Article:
The New Girlfriend (2015)
The New Girlfriend (2015)
Director: François Ozon
Cast: Romain Duris, Anaïs Demoustier, Raphaël Personnaz
Synopsis: A young woman makes a surprising discovery about the husband of her late best friend.
The New Girlfriend, the latest offering from critics’ darling Francois Ozon, is a drama which, because of its subject matter, has to work hard to prevent itself from inadvertently descending into comedy. Romain Duris plays David, a former cross-dresser who finds himself slipping back into old habits (and slinky frocks) following the death of his wife six months after she gave birth to their daughter; Anais Demoustier is Claire, the deceased wife’s lifelong friend who stumbles upon David’s secret and, after overcoming her initial repulsion, aids him in his desire to live life as a woman.
Duris initially appears to be miscast in the role of David: while he’s a slightly-built man, he’s also a large, rather ungainly woman. But upon reflection it becomes clearing that Ozon’s casting was necessary. Like David, a lot of men who enjoy wearing women’s clothes are straight and have no desire to be a woman which, to be brutally honest, is why a lot of them look like a navvy in a dress. David’s clumsily exaggerated femininity illustrates perfectly the way that cross-dressers so easily become a parody of womanhood. His make-up fails to hide his five o’clock shadow, and we struggle to look upon him as anything other than a grotesque figure of fun, which is surely what Ozon intended. A pretty man in the role, who perhaps made an even prettier woman, would have diminished the incongruity between the physical appearance of the man and the deep emotions he feels. Claire’s initial repulsion is a reflection of the instinctive reaction of large swathes of society when confronted by the sight of a man who feels compelled to adorn female clothing.
That’s not to say that the sight of Duris in drag isn’t a constant distraction, at least to this reviewer, for which, presumably, I should be feeling a certain amount of guilt. And yet it’s true that I felt uncomfortable for most of the time I was watching the film. That’s the kind of movie The New Girlfriend is: it holds a mirror to its audience and asks them to consider their feelings as they watch, to analyse them. It tells us that we shouldn’t judge these men, that we are all prey to sexual confusion of some description and should therefore show more compassion to those who submit to their desires rather than suppress them. But David still has to be a flesh and blood character, and although mental strength is a prerequisite, there’s a neediness about him that doesn’t fit and is a little off-putting. He certainly doesn’t seem a strong enough catalyst for the awakening of Claire’s own latent sexual desire. The New Girlfriend is a difficult film, and is not particularly enjoyable to watch, but its message is heartfelt and its intentions worthy, and for that it deserves to be praised.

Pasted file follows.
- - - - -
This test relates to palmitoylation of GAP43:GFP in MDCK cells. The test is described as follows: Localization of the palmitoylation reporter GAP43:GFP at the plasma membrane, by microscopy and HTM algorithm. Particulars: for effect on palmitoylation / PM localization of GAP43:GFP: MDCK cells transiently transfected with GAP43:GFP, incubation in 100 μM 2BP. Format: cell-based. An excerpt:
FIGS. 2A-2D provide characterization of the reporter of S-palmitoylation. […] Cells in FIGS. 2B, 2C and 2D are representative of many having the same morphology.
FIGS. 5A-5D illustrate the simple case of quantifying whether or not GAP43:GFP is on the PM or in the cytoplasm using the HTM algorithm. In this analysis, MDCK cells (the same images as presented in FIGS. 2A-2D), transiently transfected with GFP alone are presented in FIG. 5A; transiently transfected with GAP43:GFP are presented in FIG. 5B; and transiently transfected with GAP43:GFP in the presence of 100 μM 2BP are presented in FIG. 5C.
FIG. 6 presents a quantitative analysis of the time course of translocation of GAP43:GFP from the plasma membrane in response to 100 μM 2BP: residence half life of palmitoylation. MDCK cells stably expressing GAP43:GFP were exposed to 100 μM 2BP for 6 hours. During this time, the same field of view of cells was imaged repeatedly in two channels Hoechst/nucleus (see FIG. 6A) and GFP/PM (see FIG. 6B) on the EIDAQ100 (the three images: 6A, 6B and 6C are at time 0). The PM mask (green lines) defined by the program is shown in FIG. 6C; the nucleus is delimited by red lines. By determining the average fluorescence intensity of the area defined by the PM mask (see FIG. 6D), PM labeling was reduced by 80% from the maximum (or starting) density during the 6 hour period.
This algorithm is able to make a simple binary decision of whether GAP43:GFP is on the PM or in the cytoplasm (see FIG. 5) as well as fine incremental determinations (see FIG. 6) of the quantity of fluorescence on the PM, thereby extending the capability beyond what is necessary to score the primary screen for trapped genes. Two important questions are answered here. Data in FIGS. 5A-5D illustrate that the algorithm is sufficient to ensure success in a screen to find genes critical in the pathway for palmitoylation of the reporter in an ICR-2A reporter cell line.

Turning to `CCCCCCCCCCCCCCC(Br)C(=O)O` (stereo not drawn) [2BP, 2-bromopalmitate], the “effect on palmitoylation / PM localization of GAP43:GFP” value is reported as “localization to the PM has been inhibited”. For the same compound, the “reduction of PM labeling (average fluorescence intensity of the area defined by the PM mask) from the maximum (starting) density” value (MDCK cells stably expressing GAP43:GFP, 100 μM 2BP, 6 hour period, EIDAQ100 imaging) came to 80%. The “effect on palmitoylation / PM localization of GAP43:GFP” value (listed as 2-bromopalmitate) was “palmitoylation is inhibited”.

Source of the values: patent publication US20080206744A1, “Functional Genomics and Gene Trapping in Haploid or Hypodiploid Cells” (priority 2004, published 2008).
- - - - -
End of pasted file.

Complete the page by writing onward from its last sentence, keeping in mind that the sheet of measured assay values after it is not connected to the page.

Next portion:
The difficult correlation between perception and attraction is hinted at from The New Girlfriend’s opening credits sequence in which the audience is deceived into admiring the close-up preparations of a woman: make-up is applied, stockings pulled on, and so forth inviting our admiration of the female form before pulling back to reveal that the images of beauty we have enjoyed belong to a female corpse being prepared for an open casket.
(Reviewed 3rd October 2015)